For more fun with beards, the library has all sorts of great stuff including a graphic novel about a “Gigantic Beard That Was Evil”, manuals on how to grow a handsome beard, and even a couple of children’s books.

See also:

The many confusions of a new year

At the start of every new year I feel a certain sense of confusion. How will this year be for me? How will I be for this year? I feel very receptive to signs and portents at this time. Here’s what I’ve garnered so far:

Breakfast is a Dangerous MealWhat will I eat? Not breakfast as it turns out! The very latest foodsy trend knocks on the head the old notion that brekkie is the most important meal of the day, and does so with one of the cleverest cover designs so far this year! Terence Kealey’s Breakfast is a Dangerous Meal is a very well researched diatribe against early morning eating for diabetics, the overweight and those with blood pressure problems. How does he cope? “On waking I resort to a strong cup of black coffee; then I go for a run, a swim or a cycle ride. It helps that I have a job that I love.” Oh and Kay.

Goodbye ThingsWhat will I do? More tidying I’m afraid. Goodbye Things by Fumio Sasaki (who is quick to point out that he is no Marie Kondo) is just a regular messy guy who changed his life by getting rid of absolutely everything he did not need. The effects were remarkable: “Sasaki gained true freedom, new focus, and a real sense of gratitude for everything around him.” Sounds good – and there is no folding of clothing required.  If you can’t handle that, try Bohemian Residence instead which bills itself as being witty with: “lavish possibilities for contemporary city living”. There’s something about that word “lavish” that fairly screams “Bring Me My Eggs Benedict Now!”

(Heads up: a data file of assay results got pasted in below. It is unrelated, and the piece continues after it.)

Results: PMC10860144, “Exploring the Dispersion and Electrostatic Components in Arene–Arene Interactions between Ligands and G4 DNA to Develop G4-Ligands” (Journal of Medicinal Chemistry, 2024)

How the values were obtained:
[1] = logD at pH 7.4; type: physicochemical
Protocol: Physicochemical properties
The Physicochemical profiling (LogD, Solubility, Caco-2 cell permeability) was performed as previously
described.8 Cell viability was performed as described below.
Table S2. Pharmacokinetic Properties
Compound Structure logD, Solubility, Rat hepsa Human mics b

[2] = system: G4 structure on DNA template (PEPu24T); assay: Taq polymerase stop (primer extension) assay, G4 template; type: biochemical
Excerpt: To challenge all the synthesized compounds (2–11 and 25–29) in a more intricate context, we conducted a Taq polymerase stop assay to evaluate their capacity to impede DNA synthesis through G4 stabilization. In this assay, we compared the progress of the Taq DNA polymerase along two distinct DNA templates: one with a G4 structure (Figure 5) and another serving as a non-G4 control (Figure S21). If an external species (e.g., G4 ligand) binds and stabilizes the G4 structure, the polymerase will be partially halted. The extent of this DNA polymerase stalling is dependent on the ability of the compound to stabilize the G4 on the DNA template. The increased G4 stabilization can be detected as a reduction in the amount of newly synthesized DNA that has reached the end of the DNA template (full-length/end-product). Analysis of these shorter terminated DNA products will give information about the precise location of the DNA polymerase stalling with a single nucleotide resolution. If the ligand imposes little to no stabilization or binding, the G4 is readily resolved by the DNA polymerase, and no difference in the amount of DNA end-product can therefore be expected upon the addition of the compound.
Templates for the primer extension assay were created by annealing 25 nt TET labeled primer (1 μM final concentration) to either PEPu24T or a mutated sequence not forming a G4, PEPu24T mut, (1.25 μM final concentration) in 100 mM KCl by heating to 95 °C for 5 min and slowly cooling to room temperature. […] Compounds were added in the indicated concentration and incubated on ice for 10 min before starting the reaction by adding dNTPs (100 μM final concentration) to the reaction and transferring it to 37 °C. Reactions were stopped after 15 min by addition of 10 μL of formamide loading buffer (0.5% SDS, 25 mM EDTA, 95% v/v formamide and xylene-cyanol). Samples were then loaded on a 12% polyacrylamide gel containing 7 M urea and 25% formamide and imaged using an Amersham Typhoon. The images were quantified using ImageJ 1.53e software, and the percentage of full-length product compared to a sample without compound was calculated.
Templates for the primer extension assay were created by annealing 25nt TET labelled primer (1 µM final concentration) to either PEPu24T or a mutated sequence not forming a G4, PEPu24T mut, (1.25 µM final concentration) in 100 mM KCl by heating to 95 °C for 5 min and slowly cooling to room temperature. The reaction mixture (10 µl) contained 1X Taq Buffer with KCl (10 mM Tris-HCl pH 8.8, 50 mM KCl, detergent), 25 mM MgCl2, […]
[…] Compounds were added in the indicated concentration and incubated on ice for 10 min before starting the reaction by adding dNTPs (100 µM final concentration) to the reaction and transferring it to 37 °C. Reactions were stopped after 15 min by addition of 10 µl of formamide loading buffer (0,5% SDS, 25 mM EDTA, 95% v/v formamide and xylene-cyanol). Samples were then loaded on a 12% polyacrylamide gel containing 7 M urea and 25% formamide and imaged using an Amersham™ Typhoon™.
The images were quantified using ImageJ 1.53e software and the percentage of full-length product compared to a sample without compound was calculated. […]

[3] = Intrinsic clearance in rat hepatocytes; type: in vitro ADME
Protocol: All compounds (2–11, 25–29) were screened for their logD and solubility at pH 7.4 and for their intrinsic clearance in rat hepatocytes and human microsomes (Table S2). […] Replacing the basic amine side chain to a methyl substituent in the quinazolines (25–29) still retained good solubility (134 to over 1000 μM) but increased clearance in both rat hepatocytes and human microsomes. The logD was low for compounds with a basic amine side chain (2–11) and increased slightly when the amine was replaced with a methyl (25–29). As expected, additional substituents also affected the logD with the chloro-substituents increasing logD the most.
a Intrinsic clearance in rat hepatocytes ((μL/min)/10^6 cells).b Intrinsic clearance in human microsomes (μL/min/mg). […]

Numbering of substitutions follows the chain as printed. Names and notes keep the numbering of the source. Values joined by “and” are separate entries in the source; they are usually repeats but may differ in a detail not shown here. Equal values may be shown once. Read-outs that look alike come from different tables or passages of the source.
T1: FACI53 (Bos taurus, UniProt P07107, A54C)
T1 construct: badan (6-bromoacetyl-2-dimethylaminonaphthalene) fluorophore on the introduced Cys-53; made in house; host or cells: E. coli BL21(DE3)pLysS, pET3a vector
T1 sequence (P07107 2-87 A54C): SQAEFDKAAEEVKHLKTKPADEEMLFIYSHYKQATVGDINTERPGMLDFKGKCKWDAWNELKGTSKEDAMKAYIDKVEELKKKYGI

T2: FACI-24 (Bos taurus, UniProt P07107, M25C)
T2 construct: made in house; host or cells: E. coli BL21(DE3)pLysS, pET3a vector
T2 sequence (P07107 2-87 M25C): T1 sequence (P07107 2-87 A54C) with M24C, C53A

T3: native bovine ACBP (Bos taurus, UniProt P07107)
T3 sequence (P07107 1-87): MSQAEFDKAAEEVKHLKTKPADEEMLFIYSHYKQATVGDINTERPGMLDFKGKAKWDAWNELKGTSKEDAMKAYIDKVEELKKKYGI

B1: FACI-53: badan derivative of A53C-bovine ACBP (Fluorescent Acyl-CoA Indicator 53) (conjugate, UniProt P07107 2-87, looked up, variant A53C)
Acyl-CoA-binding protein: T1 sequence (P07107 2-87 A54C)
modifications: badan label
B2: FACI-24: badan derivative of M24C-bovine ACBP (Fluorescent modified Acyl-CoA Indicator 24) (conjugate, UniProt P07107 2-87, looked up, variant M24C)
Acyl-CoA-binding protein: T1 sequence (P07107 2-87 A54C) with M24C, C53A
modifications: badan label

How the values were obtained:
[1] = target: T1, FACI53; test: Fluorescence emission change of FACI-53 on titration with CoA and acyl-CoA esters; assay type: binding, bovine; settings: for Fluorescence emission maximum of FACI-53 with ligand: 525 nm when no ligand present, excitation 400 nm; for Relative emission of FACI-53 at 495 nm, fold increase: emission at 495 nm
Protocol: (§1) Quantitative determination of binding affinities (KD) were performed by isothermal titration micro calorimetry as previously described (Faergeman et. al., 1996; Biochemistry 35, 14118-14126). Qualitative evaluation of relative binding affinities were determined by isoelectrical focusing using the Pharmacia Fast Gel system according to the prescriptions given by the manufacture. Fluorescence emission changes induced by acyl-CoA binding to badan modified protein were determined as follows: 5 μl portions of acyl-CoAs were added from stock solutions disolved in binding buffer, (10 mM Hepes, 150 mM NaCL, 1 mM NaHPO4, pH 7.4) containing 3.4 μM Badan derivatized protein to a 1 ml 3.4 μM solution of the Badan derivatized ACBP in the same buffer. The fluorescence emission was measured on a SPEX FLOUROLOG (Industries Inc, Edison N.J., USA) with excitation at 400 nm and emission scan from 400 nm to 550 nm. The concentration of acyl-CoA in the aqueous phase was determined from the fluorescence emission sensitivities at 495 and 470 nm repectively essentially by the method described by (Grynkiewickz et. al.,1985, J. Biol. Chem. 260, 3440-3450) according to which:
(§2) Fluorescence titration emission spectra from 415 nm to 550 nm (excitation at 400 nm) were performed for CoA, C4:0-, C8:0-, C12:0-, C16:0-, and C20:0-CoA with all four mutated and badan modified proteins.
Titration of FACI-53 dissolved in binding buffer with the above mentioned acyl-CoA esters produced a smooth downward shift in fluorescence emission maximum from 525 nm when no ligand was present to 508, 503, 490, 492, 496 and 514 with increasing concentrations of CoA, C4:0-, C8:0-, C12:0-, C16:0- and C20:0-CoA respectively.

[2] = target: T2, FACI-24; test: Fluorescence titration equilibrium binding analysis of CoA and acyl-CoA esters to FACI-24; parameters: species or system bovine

I actually Wore ThisWhat shall I wear? Years ago I loved Trinnie and Susannah because they helped us work out what to wear by ruthlessly telling us what not to wear (everything we had in our wardrobes, as it turned out). I Actually Wore This (Clothes We Can’t Believe We Bought) is a happy reminder of that time in my life. Arty types and fashionistas reveal those items they bought and then never wore (or hardly ever). It is comforting to realise that we have all done this – bought an item for a New Year’s do, worn it once, then only dragged it out again as a kind of fancy dress item for Halloween. This book is visually pleasing and very wittily written. I now know that I must NEVER AGAIN be tempted by ethnic clothing while on vacation to exotic shores.

So there you have it: the all new, possibly snappy (no brekkie) 2018 Roberta. Neat and tidy, but whatever is that she is wearing?

Happy New Year!

Bathing beauties at Corsair Bay about 1920: Christchurch Photo Hunt 2017

Photo Hunt 2017: Plains, Port Hills & Peninsula – Finding our way

This year the theme for Photo Hunt is Plains, Port Hills & Peninsula – Finding our way. However, the photos you submit are not limited to this theme. We invite you to share any of your photos and help grow the city’s photographic archive. All entries must be received by 31 October.

Christchurch City Libraries has produced a set of four postcards promoting the competition which are available from your local library. Each week during October we’ll be featuring one of the postcard images on our blog.